Herbicide application pattern: In HR sugar beet cultivation, only the broad-spectrum herbicide glyphosate is applied, usually first at the post-emergence stage and second until 60 – 70% canopy closure. This makes timing more flexible and simplifies weed control (Champion et al., 2003*). In conventional agriculture, usually three to four (up to six) herbicide applications are done, with glyphosate often applied at the pre-seeding or pre-emergent stage to clear fields and postharvest for volunteer control (Märländer, 2005; Schütte and Mertens, 2010), while other herbicides are applied during crop development. With HR sugar beet cultivation, the aim is also to reduce the active ingredient (ai) amount and the number of herbicides. For the case of GMHR oilseed rape in the US and Canada, this holds true only for the first years of cultivation (Champion et al., 2003*; Benbrook, 2009*).
Similarities between sugar beet and oilseed rape rotations (break crops in cereal-dominated rotations typically grown one year in every three, four or five years) and biology (hybridisability, volunteer occurrence, wild relatives) allow changes in agricultural practice to be postulated after years of continued HR technology: a) weeds may become herbicide-tolerant through selection pressure and adaptation, especially if different HR crops resistant to glyphosate are cultivated in the same rotation (Beckie et al., 2006*; Owen and Zelaya, 2005*), b) the composition of weed communities and their seed bank will change (Heard et al., 2003a*; Owen and Zelaya, 2005*), and consequently, c) ai rates, application frequencies, and numbers of ai may increase again, particularly in low-disturbance seeding systems (Senior and Dale, 2002).
Gene flow and volunteers: Not eradicating sugar beet bolters and groundkeepers before flowering may lead to gene flow of the HR trait and to seed dispersal, although at rates far below those encountered with oilseed rape, for example, which regularly flowers and produces seeds. HR volunteers may occur in subsequent rotations when seeds of bolters and groundkeepers fall to the ground (Bartsch et al., 2003; Keller et al., 1999). HR weedy relatives or interspecific hybrids (Arnaud et al., 2003; Frese et al., 2001) may evolve due to pollen-mediated gene flow from HR bolters and HR groundkeepers. HR volunteers may also evolve in non-HR sugar beet fields due to pollen-mediated gene flow from flowering HR bolters and HR groundkeepers to neighbouring sugar beet fields, and also due to neighbouring volunteers from sugar beet seed banks (Desplanque et al., 2002; Viard et al., 2002). When neighbouring sugar beets with other HR traits are cultivated, multiple HR may develop in weed beet; selective advantage then maintains this, as evident in North America with GMHR oilseed rape (Beckie et al., 2006*; Orson, 2002*).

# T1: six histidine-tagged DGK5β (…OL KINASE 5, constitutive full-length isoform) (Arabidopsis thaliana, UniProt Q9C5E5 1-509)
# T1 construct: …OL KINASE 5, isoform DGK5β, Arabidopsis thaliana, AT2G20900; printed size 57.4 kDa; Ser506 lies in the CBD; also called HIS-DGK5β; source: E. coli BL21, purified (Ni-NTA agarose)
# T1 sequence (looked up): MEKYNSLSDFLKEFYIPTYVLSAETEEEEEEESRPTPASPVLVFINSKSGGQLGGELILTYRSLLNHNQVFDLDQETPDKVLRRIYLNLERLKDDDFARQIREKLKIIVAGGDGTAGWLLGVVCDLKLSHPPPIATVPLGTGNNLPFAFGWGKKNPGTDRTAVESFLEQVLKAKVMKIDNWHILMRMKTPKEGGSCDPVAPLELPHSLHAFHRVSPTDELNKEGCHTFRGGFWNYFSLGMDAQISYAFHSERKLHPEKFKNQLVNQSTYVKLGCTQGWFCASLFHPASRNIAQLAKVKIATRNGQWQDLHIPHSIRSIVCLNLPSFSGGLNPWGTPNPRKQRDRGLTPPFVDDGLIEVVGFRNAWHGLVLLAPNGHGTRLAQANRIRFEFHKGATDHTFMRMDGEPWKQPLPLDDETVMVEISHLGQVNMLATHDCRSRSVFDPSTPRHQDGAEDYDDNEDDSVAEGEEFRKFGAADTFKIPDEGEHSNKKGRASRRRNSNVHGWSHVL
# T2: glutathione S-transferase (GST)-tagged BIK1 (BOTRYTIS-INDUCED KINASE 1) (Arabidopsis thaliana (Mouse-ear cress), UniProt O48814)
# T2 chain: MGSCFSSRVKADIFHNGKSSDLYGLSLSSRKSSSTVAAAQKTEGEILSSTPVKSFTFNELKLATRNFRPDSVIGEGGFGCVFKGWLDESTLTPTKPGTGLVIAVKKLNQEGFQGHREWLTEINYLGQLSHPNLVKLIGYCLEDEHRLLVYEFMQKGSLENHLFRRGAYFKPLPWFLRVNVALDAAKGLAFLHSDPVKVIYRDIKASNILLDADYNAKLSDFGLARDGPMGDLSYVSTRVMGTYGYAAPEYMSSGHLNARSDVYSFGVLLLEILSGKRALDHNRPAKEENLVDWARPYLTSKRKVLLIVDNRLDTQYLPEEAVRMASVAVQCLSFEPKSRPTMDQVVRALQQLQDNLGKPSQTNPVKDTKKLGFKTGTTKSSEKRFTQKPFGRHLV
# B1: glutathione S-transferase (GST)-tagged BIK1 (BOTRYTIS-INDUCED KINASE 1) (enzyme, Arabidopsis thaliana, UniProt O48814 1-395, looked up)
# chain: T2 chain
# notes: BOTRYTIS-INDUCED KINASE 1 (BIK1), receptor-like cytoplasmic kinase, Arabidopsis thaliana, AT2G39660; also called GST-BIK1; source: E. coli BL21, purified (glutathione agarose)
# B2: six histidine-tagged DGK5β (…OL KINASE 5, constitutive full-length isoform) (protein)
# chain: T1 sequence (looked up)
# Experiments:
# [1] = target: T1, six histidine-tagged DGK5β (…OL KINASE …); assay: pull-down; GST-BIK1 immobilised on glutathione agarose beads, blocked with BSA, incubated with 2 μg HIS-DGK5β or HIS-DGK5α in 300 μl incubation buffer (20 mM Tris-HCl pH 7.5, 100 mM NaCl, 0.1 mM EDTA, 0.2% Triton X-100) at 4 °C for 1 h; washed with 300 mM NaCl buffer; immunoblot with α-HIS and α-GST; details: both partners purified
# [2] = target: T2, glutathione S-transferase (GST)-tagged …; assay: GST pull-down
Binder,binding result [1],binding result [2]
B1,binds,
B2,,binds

In sugar beet seed production areas, seed purity standards include minimum distances between fields to avoid cross-pollination (Märländer et al., 2010). Nonetheless, outcrossing into wild relatives may occur, also because the amount of GMHR sugar beet pollen is likely to be higher than that of neighbouring wild relatives.
Tillage and rotation system: GMHR sugar beet facilitates the use of enhanced crop cover and no-tillage or reduced-tillage. This, in turn, minimizes weed pressure and soil compaction, prevents soil erosion and promotes soil bioactivity (Agronomy Guide, 2010*; Thorbek and Bilde, 2004*). If HR sugar beet weeds and volunteers in the follow crops develop as a result of flowering bolters and/or groundkeepers, the necessary control may trigger more intensive tillage and/or may require wider rotations or crops with other HR traits. Since seeds may persist for years in the soil, returning to a conventional sugar beet in the crop rotation may become difficult due to HR volunteers and their admixture in the harvest.
Coexistence: Avoiding GM material presence in non-GM crop production practice may require changes in GMHR sugar beet cultivation (European Commission, 2003). Normal farming practice involves preventing flowering and thus reducing vertical gene flow to neighbouring fields. Depending on various factors, flowering bolters and/or groundkeepers can sometimes be encountered; they act as pollen donators or acceptors, producing HR seeds. Despite the potentially low rate of gene flow to avoid contamination of non-GMHR sugar beet fields and potential HR seed production, this calls for coexistence measures such as isolating fields of GM sugar beet, introducing isolation distances, and sowing and harvesting at a modified time schedule, preferably using other varieties (Schiemann, 2003*). In sugar beet seed production areas, flowering is necessary; to guarantee seed purity standards, seed companies have introduced various temporal and spatial isolation measures.